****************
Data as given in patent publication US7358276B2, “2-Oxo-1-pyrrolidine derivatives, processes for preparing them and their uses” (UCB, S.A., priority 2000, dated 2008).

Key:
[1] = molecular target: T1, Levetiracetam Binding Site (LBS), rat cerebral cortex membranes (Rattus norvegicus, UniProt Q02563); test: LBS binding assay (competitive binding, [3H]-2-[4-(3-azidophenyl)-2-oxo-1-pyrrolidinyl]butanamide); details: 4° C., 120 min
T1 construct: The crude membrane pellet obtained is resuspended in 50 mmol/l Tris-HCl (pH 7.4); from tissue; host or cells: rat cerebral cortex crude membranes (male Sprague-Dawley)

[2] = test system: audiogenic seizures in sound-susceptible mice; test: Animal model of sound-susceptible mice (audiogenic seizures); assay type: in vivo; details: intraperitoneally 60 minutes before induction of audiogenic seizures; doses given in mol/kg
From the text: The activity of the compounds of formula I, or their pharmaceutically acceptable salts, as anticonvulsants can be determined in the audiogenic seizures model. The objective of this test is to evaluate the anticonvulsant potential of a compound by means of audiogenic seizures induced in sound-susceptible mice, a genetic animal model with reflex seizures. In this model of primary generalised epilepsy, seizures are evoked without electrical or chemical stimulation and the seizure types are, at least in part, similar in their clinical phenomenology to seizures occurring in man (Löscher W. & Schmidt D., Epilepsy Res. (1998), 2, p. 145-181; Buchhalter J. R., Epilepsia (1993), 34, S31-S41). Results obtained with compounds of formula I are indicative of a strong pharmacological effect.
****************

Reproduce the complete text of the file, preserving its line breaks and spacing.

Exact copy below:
Data as given in patent publication US7358276B2, “2-Oxo-1-pyrrolidine derivatives, processes for preparing them and their uses” (UCB, S.A., priority 2000, dated 2008).

Key:
[1] = molecular target: T1, Levetiracetam Binding Site (LBS), rat cerebral cortex membranes (Rattus norvegicus, UniProt Q02563); test: LBS binding assay (competitive binding, [3H]-2-[4-(3-azidophenyl)-2-oxo-1-pyrrolidinyl]butanamide); details: 4° C., 120 min
T1 construct: The crude membrane pellet obtained is resuspended in 50 mmol/l Tris-HCl (pH 7.4); from tissue; host or cells: rat cerebral cortex crude membranes (male Sprague-Dawley)

[2] = test system: audiogenic seizures in sound-susceptible mice; test: Animal model of sound-susceptible mice (audiogenic seizures); assay type: in vivo; details: intraperitoneally 60 minutes before induction of audiogenic seizures; doses given in mol/kg
From the text: The activity of the compounds of formula I, or their pharmaceutically acceptable salts, as anticonvulsants can be determined in the audiogenic seizures model. The objective of this test is to evaluate the anticonvulsant potential of a compound by means of audiogenic seizures induced in sound-susceptible mice, a genetic animal model with reflex seizures. In this model of primary generalised epilepsy, seizures are evoked without electrical or chemical stimulation and the seizure types are, at least in part, similar in their clinical phenomenology to seizures occurring in man (Löscher W. & Schmidt D., Epilepsy Res. (1998), 2, p. 145-181; Buchhalter J. R., Epilepsia (1993), 34, S31-S41). Results obtained with compounds of formula I are indicative of a strong pharmacological effect.